With the off-year Election Day now upon us, press outlets as diverse as Fox News and The New York Times are continuing to overemphasize the broader significance of today’s contests. (The lead headline at NYTimes.com all day has read, “3 Contests on Election Day Could Signal Political Winds”—with, of course, a caution deep in the text that it is “probably not wise to draw broad lessons from Tuesday’s results.”) But, encouragingly, there’s also been quite a bit of pushback against that narrative from some influential Web sites and, in at least one case, from a leading newspaper.
One of the Web sites is FiveThirtyEight.com, where Nate Silver notes that gubernatorial elections are poor stand-ins for people’s feelings about national politics because, well, people vote differently in state and national campaigns. Here’s Silver:
The correlation between gubernatorial elections and elections to the House, Senate and Presidency has been very weak, at least recently. In fact, if you compare the share of the vote that the Democratic candidate got in the most recent gubernatorial election in each state to the share that Barack Obama got last November, [the correlation] is almost literally zero.
Silver suggests that some modicum of insight might be gleaned from the results of the congressional race in upstate New York’s twenty-third district, though that campaign has been so topsy-turvy that a variety of competing interpretations will seem plausible. And as for the state races, he says:
New Jersey and Virginia don’t have particularly much informational value — we won’t become very much smarter about the future based on what happens there. To the extent that we do learn something, it will probably be hints about turnout, motivation and enthusiasm, rather than something about the electorate’s policy preferences.
Over at The Atlantic, Josh Green takes a different route to a similar conclusion:
The pointless thing about prognostications, even ones as vague as these, is that they can’t factor in any of the changes that could occur in the interim. And there are bound to be plenty of them: major health-care reform seems likely; a weak economy and high unemployment seem possible; and the introduction of a compelling Republican agenda is at least feasible. So let’s take a deep breath and remember to view Tuesday night’s elections for what they really are: A landslide (Virginia), a circus (New York), and a Lions-vs.-Rams battle of bottom-dwellers between two of New Jersey’s least popular politicians.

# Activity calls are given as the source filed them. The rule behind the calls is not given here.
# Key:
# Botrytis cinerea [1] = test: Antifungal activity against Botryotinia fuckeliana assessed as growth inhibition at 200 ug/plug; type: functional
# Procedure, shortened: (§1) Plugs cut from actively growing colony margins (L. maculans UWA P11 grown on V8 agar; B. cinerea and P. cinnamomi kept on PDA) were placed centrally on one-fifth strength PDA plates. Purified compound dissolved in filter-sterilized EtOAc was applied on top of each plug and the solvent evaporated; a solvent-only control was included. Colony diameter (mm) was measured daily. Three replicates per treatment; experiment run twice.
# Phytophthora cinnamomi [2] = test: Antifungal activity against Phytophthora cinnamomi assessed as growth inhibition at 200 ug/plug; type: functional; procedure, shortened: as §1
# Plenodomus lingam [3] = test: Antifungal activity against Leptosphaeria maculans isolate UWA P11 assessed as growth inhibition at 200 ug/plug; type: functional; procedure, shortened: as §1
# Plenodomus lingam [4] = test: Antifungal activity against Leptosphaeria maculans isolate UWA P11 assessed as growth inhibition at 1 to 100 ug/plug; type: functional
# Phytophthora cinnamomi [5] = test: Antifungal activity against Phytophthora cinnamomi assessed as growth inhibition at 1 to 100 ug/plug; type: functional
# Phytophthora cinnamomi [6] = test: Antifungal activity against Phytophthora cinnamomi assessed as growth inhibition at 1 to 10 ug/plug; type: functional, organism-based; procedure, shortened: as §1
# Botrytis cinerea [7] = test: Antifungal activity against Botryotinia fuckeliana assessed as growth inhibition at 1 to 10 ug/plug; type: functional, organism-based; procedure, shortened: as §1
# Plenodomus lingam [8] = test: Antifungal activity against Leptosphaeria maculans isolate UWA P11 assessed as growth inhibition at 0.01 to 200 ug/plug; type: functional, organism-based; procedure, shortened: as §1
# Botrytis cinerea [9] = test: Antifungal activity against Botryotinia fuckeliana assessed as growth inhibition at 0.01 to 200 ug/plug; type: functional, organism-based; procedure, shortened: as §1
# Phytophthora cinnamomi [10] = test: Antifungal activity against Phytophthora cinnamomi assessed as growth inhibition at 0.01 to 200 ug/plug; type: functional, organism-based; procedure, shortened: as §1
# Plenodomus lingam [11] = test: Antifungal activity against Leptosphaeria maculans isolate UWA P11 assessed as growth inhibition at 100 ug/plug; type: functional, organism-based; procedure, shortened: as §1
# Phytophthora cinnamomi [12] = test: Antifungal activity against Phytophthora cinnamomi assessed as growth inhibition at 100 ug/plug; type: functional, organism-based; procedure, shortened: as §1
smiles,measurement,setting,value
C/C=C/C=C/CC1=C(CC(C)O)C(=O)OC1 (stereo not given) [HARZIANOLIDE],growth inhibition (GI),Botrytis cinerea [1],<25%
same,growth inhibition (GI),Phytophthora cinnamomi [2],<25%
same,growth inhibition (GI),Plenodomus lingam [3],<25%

While it’s good to see Silver and Green doing their best to correct the narrative, they’re writing for political junkies. Are there any mainstream, broad-audience publications that are doing the same? Happily, yes. Here’s the lede of a story by Naftali Bendavid and Anton Troianovski in today’s Wall Street Journal:
Republicans appear positioned for strong results in three hard-fought elections Tuesday. But isolated, off-year contests aren’t always reliable indicators of what will happen in the wider federal and state races held in even-numbered years.
To arrive at this conclusion, the Journal reporters did the obvious thing: they looked back over the past twenty years to see how well off-year results correlated with future outcomes. The finding: sometimes an off-year sweep was followed by a win in the next federal election; sometimes it wasn’t. The way this was characterized in a graphic—“Off-year races: Sometimes predictive, sometimes not”—is, if anything, overly generous; knowing that something is “sometimes predictive” is of little use unless we have some way to divine when “sometimes” is. (That last point was not made by Chris Cillizza of The Washington Post, who writes today that “at least twice in modern memory, off-year governors election in Virginia and New Jersey have served as leading indicators of a wave to come”—while overlooking those times when the election didn’t serve as an indicator.)
To be fair, while much of this welcome pushback is against the idea that today’s results will help predict next year’s outcomes, that claim is not often made, at least not quite so boldly. More often, journalists who hype off-year outcomes do so with hand-waving references to the “national mood” or the “political climate;” or they comment about how a certain result will allow one side to more effectively present its spin—or, more politely, its “framing.”
But while these claims are less demonstrably wrong, they’re just as lacking in value. They’re also unnecessary. Today’s elections are opportunities for voters around the country to elect their leaders, choose their representatives, and, in some cases, directly decide on matters of public importance. That’s plenty of meaning. We don’t need to manufacture any more.